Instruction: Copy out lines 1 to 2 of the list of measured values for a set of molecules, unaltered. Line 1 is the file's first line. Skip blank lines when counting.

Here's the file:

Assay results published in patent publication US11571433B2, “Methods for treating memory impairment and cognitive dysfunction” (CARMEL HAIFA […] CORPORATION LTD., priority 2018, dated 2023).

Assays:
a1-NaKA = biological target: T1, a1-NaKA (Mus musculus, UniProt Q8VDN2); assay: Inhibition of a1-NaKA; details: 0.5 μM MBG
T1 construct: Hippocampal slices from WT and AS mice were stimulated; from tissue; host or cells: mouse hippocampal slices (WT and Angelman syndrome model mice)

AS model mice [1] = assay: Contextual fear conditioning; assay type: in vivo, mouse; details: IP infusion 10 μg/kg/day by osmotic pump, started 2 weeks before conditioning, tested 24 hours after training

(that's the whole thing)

Assay results published in patent publication US11571433B2, “Methods for treating memory impairment and cognitive dysfunction” (CARMEL HAIFA […] CORPORATION LTD., priority 2018, dated 2023).

Assays: